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Salient. Victoria University Student Newspaper. Volume. 34, Number 12. June 16, 1971

'Committee for Clemency' formed in South Africa

'Committee for Clemency' formed in South Africa.

The Celebrations planned for the tenth anniversary of the Republic of South Africa include an amnesty for prisoners, and within South Africa itself, one interesting response to these plans has been the formation of a "Committee for Clemency', which is now urging that the amnesty be extended to include political prisoners as well.

The convenor of the committee is Newalal Ramgobin, a Durban businessman, who was himself 'banned' at one time, and whose wife is the granddaughter of Mahatma Gandhi. Mr Ramgobin has toured South Africa, addressing the student bodies of a number of universities, to put the case for clemency.

In a statement in support of the clemency campaign, Mrs Helen Suzman, the Progressive Party MP, distinguished between four classes of political prisoners.

First of all, there are those serving prison sentences under security laws. The South African Government announced in January that there are 808 of these in all—769 Africans, 15 Asians, 14 Whites and 10 Coloured people. (The number at present detailed without trial under the Terrorism Act is undisclosed.)

About 280 men and women are under 'banning orders', and 35 of these are under "house arrest'.

Over 30 Africans have been banished to remote reserves under the Native Administration Act of 1927 - one man has now been banished for 21 years, and his wife, who is with him, for 17.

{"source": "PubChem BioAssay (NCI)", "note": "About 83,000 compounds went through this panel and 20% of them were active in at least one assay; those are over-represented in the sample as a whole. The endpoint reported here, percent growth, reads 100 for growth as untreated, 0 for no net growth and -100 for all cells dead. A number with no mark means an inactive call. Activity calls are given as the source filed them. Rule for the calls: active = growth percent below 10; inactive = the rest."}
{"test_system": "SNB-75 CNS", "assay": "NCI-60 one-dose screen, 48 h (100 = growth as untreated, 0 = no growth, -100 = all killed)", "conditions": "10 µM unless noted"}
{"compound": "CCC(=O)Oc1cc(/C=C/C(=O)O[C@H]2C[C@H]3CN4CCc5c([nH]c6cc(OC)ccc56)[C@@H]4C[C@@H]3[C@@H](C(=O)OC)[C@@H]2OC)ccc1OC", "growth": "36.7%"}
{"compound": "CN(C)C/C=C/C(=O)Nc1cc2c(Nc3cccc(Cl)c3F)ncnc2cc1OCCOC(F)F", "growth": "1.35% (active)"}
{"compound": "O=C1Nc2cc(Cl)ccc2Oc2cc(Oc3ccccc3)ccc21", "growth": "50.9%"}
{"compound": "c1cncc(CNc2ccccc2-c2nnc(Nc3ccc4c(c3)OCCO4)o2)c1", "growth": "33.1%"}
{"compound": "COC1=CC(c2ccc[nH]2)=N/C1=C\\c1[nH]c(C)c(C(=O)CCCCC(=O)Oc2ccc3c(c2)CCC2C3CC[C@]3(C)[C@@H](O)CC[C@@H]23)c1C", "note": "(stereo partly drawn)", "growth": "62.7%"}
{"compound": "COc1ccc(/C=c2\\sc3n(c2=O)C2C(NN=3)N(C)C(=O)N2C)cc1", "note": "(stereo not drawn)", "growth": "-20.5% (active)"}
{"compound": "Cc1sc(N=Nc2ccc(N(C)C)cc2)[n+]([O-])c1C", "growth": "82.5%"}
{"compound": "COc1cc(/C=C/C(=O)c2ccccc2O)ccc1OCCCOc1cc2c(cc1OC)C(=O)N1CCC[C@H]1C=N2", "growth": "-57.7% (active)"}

The fourth class of prisoners consists of those who have served prison sentences, but who, on their release, were not allowed to return to their homes, and were sent instead to 'resettlement camps'.

Tony Klew, chairman of the social welfare section of the National Union of South African Students, said:

"We believe clemency should be shown to those banned, exiled, imprisoned, many of whom have never been found guilty of any offence, but who have been arbitrarily victimised by the Government for their sincere belief that the present system is wrong."

The amnesty at the time of the fifth anniversary of the republic in 1966 applied to criminal prisoners only, and prisoners opposed to the present regime in South Africa have consistently been excluded from amnesties in the past. Nevertheless, the Committee for Clemency feels that there is a precedent in the case of Robey Leibbrandt, the Nazi agent who was landed from a German yacht on the coast of South Africa during the war, with ten thousand dollars and instructions to make contact with Nazi sympathisers within te country. Leibbrandt was granted an amnesty in 1948, soon after the Nationalist Government came to power.

Among other people who have come out in support of the clemency campaign are the Anglican Archbishop of Cape Town, the Roman Catholic Archbishop of Durban and the President-Elect of the Methodist Church of South Africa; the Vice-Chancellor of the University of Cape Town, the professor of law at the Universit of Natal, and other university lecturers; the leader of the South African Labour Party: the writers, Andre Brink, Adam Small and Nadine Gordimer; the president of the Durban Chamber of Commerce; the director of the South African Institute of Race Relations; and Dr Christian Barnard, the heart surgeon.

Jean Middleton